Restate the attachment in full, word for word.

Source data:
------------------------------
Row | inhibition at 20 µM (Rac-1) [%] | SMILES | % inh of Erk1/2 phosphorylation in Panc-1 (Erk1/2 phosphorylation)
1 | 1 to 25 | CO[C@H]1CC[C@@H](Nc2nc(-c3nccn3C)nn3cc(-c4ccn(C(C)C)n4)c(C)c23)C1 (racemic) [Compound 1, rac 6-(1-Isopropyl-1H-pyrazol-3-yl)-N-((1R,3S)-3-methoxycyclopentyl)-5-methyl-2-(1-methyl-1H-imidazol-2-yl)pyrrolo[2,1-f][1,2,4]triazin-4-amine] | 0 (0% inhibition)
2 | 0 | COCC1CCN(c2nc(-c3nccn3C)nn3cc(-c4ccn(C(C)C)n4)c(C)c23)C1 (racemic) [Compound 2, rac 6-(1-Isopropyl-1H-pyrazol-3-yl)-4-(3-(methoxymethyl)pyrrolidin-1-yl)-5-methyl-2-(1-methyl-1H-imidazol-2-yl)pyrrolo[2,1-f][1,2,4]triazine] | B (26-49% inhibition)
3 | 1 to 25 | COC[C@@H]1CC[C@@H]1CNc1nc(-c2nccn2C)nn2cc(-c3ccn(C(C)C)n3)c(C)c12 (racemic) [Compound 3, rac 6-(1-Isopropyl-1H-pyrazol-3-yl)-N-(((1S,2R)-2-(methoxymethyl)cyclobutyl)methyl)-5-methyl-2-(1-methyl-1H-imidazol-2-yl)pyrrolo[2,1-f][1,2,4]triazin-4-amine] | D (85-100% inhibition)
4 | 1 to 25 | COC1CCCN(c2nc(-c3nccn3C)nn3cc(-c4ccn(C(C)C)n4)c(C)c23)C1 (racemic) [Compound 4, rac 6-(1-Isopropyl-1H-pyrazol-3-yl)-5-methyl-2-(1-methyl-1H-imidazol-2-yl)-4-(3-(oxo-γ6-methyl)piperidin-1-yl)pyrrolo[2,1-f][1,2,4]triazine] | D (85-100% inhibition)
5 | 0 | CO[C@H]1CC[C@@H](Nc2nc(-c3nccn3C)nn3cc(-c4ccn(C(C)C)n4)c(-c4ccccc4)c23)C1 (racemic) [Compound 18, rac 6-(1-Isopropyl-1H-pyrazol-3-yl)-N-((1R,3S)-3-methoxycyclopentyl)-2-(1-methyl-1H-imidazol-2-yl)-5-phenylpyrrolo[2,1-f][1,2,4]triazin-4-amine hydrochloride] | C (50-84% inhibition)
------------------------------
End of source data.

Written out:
Row | inhibition at 20 µM (Rac-1) [%] | SMILES | % inh of Erk1/2 phosphorylation in Panc-1 (Erk1/2 phosphorylation)
1 | 1 to 25 | CO[C@H]1CC[C@@H](Nc2nc(-c3nccn3C)nn3cc(-c4ccn(C(C)C)n4)c(C)c23)C1 (racemic) [Compound 1, rac 6-(1-Isopropyl-1H-pyrazol-3-yl)-N-((1R,3S)-3-methoxycyclopentyl)-5-methyl-2-(1-methyl-1H-imidazol-2-yl)pyrrolo[2,1-f][1,2,4]triazin-4-amine] | 0 (0% inhibition)
2 | 0 | COCC1CCN(c2nc(-c3nccn3C)nn3cc(-c4ccn(C(C)C)n4)c(C)c23)C1 (racemic) [Compound 2, rac 6-(1-Isopropyl-1H-pyrazol-3-yl)-4-(3-(methoxymethyl)pyrrolidin-1-yl)-5-methyl-2-(1-methyl-1H-imidazol-2-yl)pyrrolo[2,1-f][1,2,4]triazine] | B (26-49% inhibition)
3 | 1 to 25 | COC[C@@H]1CC[C@@H]1CNc1nc(-c2nccn2C)nn2cc(-c3ccn(C(C)C)n3)c(C)c12 (racemic) [Compound 3, rac 6-(1-Isopropyl-1H-pyrazol-3-yl)-N-(((1S,2R)-2-(methoxymethyl)cyclobutyl)methyl)-5-methyl-2-(1-methyl-1H-imidazol-2-yl)pyrrolo[2,1-f][1,2,4]triazin-4-amine] | D (85-100% inhibition)
4 | 1 to 25 | COC1CCCN(c2nc(-c3nccn3C)nn3cc(-c4ccn(C(C)C)n4)c(C)c23)C1 (racemic) [Compound 4, rac 6-(1-Isopropyl-1H-pyrazol-3-yl)-5-methyl-2-(1-methyl-1H-imidazol-2-yl)-4-(3-(oxo-γ6-methyl)piperidin-1-yl)pyrrolo[2,1-f][1,2,4]triazine] | D (85-100% inhibition)
5 | 0 | CO[C@H]1CC[C@@H](Nc2nc(-c3nccn3C)nn3cc(-c4ccn(C(C)C)n4)c(-c4ccccc4)c23)C1 (racemic) [Compound 18, rac 6-(1-Isopropyl-1H-pyrazol-3-yl)-N-((1R,3S)-3-methoxycyclopentyl)-2-(1-methyl-1H-imidazol-2-yl)-5-phenylpyrrolo[2,1-f][1,2,4]triazin-4-amine hydrochloride] | C (50-84% inhibition)